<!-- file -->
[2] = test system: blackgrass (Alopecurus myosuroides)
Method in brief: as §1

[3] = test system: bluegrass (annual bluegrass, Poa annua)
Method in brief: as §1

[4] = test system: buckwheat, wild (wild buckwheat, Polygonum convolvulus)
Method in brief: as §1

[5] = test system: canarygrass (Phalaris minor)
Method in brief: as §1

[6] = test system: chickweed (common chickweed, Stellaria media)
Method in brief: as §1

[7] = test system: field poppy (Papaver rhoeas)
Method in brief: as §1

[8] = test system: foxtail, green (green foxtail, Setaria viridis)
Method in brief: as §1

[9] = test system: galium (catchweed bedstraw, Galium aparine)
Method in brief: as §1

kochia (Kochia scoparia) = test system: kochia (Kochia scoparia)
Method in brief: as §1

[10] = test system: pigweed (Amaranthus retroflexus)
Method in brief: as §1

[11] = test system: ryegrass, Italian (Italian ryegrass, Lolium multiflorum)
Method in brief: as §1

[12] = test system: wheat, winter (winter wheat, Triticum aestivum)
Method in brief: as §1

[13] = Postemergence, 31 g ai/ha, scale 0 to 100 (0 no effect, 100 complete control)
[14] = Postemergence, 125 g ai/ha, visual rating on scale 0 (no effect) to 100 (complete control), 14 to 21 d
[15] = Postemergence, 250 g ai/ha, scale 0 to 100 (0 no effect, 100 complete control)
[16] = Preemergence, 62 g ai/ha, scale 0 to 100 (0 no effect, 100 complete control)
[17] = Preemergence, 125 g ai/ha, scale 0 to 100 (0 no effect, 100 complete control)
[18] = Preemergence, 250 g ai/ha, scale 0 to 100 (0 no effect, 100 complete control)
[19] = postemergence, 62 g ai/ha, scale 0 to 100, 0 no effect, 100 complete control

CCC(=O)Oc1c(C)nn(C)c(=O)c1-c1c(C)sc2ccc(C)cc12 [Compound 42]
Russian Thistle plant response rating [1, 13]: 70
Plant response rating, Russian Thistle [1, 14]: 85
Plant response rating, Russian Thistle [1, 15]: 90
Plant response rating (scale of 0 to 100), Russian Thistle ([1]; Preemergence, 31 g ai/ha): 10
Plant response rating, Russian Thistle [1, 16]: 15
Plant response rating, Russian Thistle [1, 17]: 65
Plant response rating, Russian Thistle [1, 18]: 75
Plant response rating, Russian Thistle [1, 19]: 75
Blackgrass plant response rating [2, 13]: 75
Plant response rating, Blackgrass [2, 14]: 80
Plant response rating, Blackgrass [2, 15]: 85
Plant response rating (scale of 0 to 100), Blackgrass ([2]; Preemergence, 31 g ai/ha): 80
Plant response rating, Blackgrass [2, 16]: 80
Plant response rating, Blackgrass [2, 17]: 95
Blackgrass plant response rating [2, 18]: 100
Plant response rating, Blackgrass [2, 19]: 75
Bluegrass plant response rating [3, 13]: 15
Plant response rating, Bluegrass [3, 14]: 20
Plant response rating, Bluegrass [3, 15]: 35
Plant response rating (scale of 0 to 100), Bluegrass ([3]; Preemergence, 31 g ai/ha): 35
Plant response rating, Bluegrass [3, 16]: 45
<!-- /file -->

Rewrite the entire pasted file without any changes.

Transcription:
[2] = test system: blackgrass (Alopecurus myosuroides)
Method in brief: as §1

[3] = test system: bluegrass (annual bluegrass, Poa annua)
Method in brief: as §1

[4] = test system: buckwheat, wild (wild buckwheat, Polygonum convolvulus)
Method in brief: as §1

[5] = test system: canarygrass (Phalaris minor)
Method in brief: as §1

[6] = test system: chickweed (common chickweed, Stellaria media)
Method in brief: as §1

[7] = test system: field poppy (Papaver rhoeas)
Method in brief: as §1

[8] = test system: foxtail, green (green foxtail, Setaria viridis)
Method in brief: as §1

[9] = test system: galium (catchweed bedstraw, Galium aparine)
Method in brief: as §1

kochia (Kochia scoparia) = test system: kochia (Kochia scoparia)
Method in brief: as §1

[10] = test system: pigweed (Amaranthus retroflexus)
Method in brief: as §1

[11] = test system: ryegrass, Italian (Italian ryegrass, Lolium multiflorum)
Method in brief: as §1

[12] = test system: wheat, winter (winter wheat, Triticum aestivum)
Method in brief: as §1

[13] = Postemergence, 31 g ai/ha, scale 0 to 100 (0 no effect, 100 complete control)
[14] = Postemergence, 125 g ai/ha, visual rating on scale 0 (no effect) to 100 (complete control), 14 to 21 d
[15] = Postemergence, 250 g ai/ha, scale 0 to 100 (0 no effect, 100 complete control)
[16] = Preemergence, 62 g ai/ha, scale 0 to 100 (0 no effect, 100 complete control)
[17] = Preemergence, 125 g ai/ha, scale 0 to 100 (0 no effect, 100 complete control)
[18] = Preemergence, 250 g ai/ha, scale 0 to 100 (0 no effect, 100 complete control)
[19] = postemergence, 62 g ai/ha, scale 0 to 100, 0 no effect, 100 complete control

CCC(=O)Oc1c(C)nn(C)c(=O)c1-c1c(C)sc2ccc(C)cc12 [Compound 42]
Russian Thistle plant response rating [1, 13]: 70
Plant response rating, Russian Thistle [1, 14]: 85
Plant response rating, Russian Thistle [1, 15]: 90
Plant response rating (scale of 0 to 100), Russian Thistle ([1]; Preemergence, 31 g ai/ha): 10
Plant response rating, Russian Thistle [1, 16]: 15
Plant response rating, Russian Thistle [1, 17]: 65
Plant response rating, Russian Thistle [1, 18]: 75
Plant response rating, Russian Thistle [1, 19]: 75
Blackgrass plant response rating [2, 13]: 75
Plant response rating, Blackgrass [2, 14]: 80
Plant response rating, Blackgrass [2, 15]: 85
Plant response rating (scale of 0 to 100), Blackgrass ([2]; Preemergence, 31 g ai/ha): 80
Plant response rating, Blackgrass [2, 16]: 80
Plant response rating, Blackgrass [2, 17]: 95
Blackgrass plant response rating [2, 18]: 100
Plant response rating, Blackgrass [2, 19]: 75
Bluegrass plant response rating [3, 13]: 15
Plant response rating, Bluegrass [3, 14]: 20
Plant response rating, Bluegrass [3, 15]: 35
Plant response rating (scale of 0 to 100), Bluegrass ([3]; Preemergence, 31 g ai/ha): 35
Plant response rating, Bluegrass [3, 16]: 45